The SCC seems to be suggesting here that to properly come within federal jurisdiction, the impacts on Indigenous peoples must be of a certain magnitude or surpass a certain threshold. However, the SCC provides little guidance on what that threshold might be. This unfortunately only creates more uncertainty with respect to the scope of the federal government’s jurisdiction under s. 91(24) – a concept which has received little consideration in the case law to date.

What does it mean for Indigenous Decision Making under the Legislation?

The IAA contains provisions that permit the federal government to enter into agreements with Indigenous governing bodies allowing for those Indigenous governing bodies to undertake portions of an impact assessment.

The SCC’s decision does not impugn the sections of the IAA that permit the federal government to enter into agreements with Indigenous governing bodies. These sections are ancillary to the parts of the IAA that the Court declared unconstitutional. Thus, the Federal Government could likely maintain these sections in the next  iteration of Canada’s impact assessment legislation. However, Canada was in the process of implementing these provisions by developing an Indigenous Impact Assessment Co-Administration Agreement Regulations, and it is possible that work to implement these sections, including engagement on those regulations, is paused while Canada considers where to go from here.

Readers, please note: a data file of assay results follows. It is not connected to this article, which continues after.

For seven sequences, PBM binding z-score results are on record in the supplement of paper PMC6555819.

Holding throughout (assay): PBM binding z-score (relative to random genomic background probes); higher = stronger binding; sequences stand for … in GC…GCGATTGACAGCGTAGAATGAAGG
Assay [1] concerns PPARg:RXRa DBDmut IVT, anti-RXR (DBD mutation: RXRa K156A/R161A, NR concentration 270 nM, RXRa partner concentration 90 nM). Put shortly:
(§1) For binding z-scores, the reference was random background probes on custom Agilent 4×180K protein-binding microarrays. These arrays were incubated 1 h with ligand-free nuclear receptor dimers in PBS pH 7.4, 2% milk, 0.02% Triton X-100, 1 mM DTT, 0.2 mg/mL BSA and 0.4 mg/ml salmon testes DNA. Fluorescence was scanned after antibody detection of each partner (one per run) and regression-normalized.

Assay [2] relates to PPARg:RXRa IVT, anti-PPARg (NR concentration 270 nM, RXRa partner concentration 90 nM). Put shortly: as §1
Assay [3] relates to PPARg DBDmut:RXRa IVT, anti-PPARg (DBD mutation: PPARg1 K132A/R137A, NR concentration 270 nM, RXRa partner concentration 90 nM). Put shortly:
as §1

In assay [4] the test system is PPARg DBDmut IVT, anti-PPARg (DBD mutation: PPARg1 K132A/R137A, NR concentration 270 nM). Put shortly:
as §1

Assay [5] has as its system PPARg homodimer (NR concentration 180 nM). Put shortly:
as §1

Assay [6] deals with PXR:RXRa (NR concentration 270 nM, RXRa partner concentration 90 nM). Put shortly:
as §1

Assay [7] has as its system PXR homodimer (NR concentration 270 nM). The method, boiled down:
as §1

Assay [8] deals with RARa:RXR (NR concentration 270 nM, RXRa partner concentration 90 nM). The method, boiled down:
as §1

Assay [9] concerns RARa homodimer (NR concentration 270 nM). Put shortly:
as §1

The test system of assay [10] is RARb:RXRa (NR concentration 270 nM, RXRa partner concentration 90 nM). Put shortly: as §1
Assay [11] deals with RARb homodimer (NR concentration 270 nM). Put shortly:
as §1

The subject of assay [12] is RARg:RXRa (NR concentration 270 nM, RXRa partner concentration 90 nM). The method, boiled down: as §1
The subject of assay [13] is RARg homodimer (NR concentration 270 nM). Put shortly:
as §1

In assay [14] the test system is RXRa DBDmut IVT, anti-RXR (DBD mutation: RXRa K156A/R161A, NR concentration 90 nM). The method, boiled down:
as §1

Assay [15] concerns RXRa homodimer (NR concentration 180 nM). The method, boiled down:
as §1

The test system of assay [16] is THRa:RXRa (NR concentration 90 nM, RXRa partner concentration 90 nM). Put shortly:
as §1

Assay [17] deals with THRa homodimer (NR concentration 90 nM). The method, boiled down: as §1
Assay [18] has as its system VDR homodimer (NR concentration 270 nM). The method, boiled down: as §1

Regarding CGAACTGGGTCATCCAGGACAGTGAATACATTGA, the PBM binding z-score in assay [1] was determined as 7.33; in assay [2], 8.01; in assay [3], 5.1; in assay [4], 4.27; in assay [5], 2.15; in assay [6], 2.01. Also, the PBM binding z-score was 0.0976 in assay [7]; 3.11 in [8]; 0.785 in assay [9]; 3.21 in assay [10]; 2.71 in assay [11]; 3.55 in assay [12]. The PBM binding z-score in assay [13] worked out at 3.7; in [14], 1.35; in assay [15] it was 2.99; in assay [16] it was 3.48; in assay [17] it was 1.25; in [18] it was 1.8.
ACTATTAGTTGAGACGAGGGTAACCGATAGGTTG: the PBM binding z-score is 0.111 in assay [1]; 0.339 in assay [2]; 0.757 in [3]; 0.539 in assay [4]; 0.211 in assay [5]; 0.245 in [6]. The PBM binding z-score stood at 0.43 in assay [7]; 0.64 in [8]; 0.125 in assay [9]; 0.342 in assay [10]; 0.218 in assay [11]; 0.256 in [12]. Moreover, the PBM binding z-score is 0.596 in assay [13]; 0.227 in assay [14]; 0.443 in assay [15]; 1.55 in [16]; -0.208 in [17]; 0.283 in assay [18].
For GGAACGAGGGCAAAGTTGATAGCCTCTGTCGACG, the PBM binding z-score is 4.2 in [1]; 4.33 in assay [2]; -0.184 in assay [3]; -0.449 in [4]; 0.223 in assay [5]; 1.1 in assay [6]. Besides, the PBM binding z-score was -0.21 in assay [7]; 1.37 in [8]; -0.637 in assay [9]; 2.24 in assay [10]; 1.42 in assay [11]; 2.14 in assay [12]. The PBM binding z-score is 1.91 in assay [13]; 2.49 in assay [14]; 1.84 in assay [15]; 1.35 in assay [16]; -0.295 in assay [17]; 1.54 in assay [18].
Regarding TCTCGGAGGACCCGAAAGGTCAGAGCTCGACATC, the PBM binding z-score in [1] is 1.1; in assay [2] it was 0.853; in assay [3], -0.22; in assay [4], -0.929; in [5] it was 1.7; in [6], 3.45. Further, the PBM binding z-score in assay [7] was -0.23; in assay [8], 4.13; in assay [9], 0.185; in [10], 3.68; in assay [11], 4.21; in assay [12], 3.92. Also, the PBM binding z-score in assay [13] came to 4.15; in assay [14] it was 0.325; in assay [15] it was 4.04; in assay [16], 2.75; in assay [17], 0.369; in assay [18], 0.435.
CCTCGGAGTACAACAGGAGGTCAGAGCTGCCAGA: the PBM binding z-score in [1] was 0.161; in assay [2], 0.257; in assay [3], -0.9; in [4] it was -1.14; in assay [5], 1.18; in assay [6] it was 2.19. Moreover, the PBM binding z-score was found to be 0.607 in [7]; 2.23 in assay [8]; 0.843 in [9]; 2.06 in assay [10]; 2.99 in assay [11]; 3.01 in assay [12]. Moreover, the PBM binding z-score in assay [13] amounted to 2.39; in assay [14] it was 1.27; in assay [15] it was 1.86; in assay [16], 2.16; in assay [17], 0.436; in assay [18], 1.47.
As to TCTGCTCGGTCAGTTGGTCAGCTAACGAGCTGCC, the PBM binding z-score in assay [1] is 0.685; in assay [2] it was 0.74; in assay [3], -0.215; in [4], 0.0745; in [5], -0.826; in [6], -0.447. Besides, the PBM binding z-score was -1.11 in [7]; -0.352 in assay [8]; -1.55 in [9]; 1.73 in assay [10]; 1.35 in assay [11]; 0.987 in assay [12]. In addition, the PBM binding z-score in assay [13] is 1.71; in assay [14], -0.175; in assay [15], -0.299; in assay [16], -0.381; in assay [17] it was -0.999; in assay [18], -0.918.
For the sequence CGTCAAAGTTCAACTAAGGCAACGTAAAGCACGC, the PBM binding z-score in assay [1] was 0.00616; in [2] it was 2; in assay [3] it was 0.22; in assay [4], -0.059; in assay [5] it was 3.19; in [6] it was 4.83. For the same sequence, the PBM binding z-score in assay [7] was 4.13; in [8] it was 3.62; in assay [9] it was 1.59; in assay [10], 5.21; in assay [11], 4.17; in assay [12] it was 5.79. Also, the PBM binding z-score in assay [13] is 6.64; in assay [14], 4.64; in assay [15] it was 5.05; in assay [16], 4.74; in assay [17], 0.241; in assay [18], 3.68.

What does the Decision Mean for Canada’s UNDRIP Action Plan?

In June of this year, Canada released its United Nations Declaration on the Rights of Indigenous Peoples Act Action Plan, which sets out the actions that Canada will take to align its laws with UNDRIP.  Measure #51 in the Action Plan (“APM51”) aims to improve the impact assessment process by implementing the Act in a way that aligns with the objectives and spirit of UNDRIP. APM51 committed Canada to carrying out impact assessments in a manner emphasizing the need for free, prior, and informed consent; maximizing Indigenous collaboration and partnership; and ensuring early, meaningful, and consistent engagement and participation among other factors.

While APM51 addresses the Act’s provisions for agreements with Indigenous Governing Bodies, APM51 does not engage any of the impugned provisions. Therefore, at this point, it is unclear how, if at all, Canada will address or adjust APM51 in light of the SCC decision. Given APM51’s broad scope, it is likely that it can continue to apply to whatever impact assessment scheme is ultimately adopted by the federal government. However, to the extent that the next iteration of federal impact assessment legislation narrows the federal assessment power, we can expect that any action plan measures will be equally narrowed.